Print

Print


Define permit. When talking about composing a text in Polish one must know,
that in theory Polish word order is not determined, but in real usage there
are stylistic preferences. So one describes Polish as SVO based on
statistics, not grammatical constraints. So if one is determined, anything
goes, but it can sound more than cumbersome.

Let's see with an example:
Czyta|ła|m wczoraj książk|ę.
read|PAST.FEMININE|1SG yesterday book|ACC.
I (a woman) read/was reading a book yesterday.

It can be done. If you require more exmples, I can check in a proper
grammar, but maybe at more sociable hour.

BTW, in the example using "ja" (I) would be an error. Unless it was
something like "John was reading a book yesterday. - No, _I_ was reading a
book yesterday" (No short answers in Polish).

śr., 30 sty 2019 o 00:57 Logan Kearsley <[log in to unmask]> napisał(a):

> On Tue, 29 Jan 2019 at 16:42, Alfrún Trollsdóttir
> <[log in to unmask]> wrote:
> >
> > Take Polish - it inflects verbs by number, person and gender, and is
> > pron-drop. I don't know stats for infinitives with language aquisition,
> but
> > both my younger siblings, and my cousins' children were using inflected
> > forms when learning. (I am a native speaker).
> >
> > On the subjct of defining pron-drop language as one that allows to drop
> > pronouns as subject, Polish demands it. I mean noone uses pronouns as a
> > subject until it carries additional meaning. Otherise it is a big
> stylistic
> > error. I mean I still, after learning English for over 20 years, have to
> > often check whether I skipped pronouns as subject or not. In all foreign
> > languages I know.
> > Phrase "it rains" is not a perfect example, because although in normal
> > every day Polish it is in fact "pada" - "(it) falls", but that can also
> > refer to any other type of precipitation, and hearing "pada" you
> > automaticly think of rain, because the whole phrase is "Pada deszcz"
> (Rain
> > falls). Better would be "Grzmi." (It thunders).
> >
> > It always was strange for me that both Russian and Icelandic have good
> > conjugation, but still require pronoun subject, and Japanese doesn't.
>
> Indeed! If the explanation offered in that paper for *why* Russian
> requires subject pronouns in most cases is accurate (i.e., that there
> is a lack of underlying verb movement to license the use of a null
> pronoun, and that subject pronouns themselves are not actually
> examples of DPs/NPs but rather a lexicalization of an Agr node), that
> would seem to me to be just about the strongest evidence I know of for
> the psychological reality of abstract syntax!
>
> On which note: does Polish permit inserting adverbs between the verb
> and object when using SVO word order?
>
> -l.
>
> > wt., 29 sty 2019 o 23:26 Logan Kearsley <[log in to unmask]>
> napisał(a):
> >
> > > On Tue, 29 Jan 2019 at 14:44, Aidan Aannestad <[log in to unmask]>
> > > wrote:
> > > >
> > > > Japanese arguably doesn't have an 'infinitive' though, or at least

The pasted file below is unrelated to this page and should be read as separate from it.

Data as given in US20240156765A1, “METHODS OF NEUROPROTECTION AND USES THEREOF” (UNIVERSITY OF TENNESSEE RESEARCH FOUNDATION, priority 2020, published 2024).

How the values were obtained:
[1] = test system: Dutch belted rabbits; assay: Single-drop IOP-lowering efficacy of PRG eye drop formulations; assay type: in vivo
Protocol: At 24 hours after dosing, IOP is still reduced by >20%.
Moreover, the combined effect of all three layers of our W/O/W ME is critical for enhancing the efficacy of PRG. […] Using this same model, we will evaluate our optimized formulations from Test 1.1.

> > > > anything analogous to an IE infinitive. Do you mean 'base uninflected
> > > > form'? That form is 100% valid as the verb of a main clause.
> > >
> > > That would seem to make doing a comparable test rather difficult--but
> > > English has similar issues, and while they make it harder to collect
> > > significant amounts of usable data, it's not impossible. The base
> > > uninflected form of English verbs is also a valid finite form, but you
> > > can still do the test on English L1 learners by identifying places
> > > where a different form *should've* been used in adult speech, but the
> > > child substituted the base form instead.
> > >
> > > -l.
> > >
> > > > On 2019/01/29 15:42, Logan Kearsley wrote:
> > > > > On Tue, 29 Jan 2019 at 13:28, Aidan Aannestad <
> [log in to unmask]>
> > > wrote:
> > > > >> It's a bit surprising to me to hear that about verb inflections -
> > > > >> Japanese is /very/ pro-drop, and yet has no agreement marking on
> the
> > > > >> verb at all.
> > > > > That's a good point. I wonder what the infinitive usage statistics
> are
> > > > > for children acquiring Japanese as their L1....
> > > > >
> > > > > -l.
> > > > >
> > > > >> On 2019/01/28 18:22, Logan Kearsley wrote:
> > > > >>> This is a fairly old paper, but I only recently discovered it,
> and
> > > > >>> found it terribly interesting:
> > > > >>> http://web.uconn.edu/snyder/papers/EB_WS_FASL.pdf
> > > > >>>
> > > > >>> For one thing, it introduced me to an interesting developmental
> test
> > > > >>> for the "pro-drop" classification: If kids use a lot of
> infinitive
> > > > >>> forms before learning proper finite verb inflections, your
> language
> > > is
> > > > >>> *not* actually pro-drop. No particular reason for why that
> should be
> > > > >>> is presented, but it kinda makes sense to me: if the adults
> around
> > > you
> > > > >>> don't actually drop subject pronouns very often, then
> inflectional
> > > > >>> information in the verb is less important; but, if they do,
> verbal
> > > > >>> inflection becomes much more important for encoding thematic
> > > subjects,
> > > > >>> so it makes sense that it would be learned faster.
> > > > >>>
> > > > >>> Possibly of more direct relevance to conlangers: a distinction is
> > > made
> > > > >>> between dropping expletive subjects vs. thematic subjects (where
> only
> > > > >>> dropping thematic subjects "counts" as pro-dropping). I think
> this
> > > > >>> intuitively makes sense to a lot of people (i.e., all of the
> > > > >>> conlangers who include something in the grammar to the effect of
> "if
> > > > >>> you want to say 'it's raining', my language leaves out the 'it',
> > > > >>> because it's dumb."), but I haven't before seen it formally
> > > > >>> distinguished as a separate syntactic parameter.
> > > > >>>
> > > > >>> -l.
> > >
>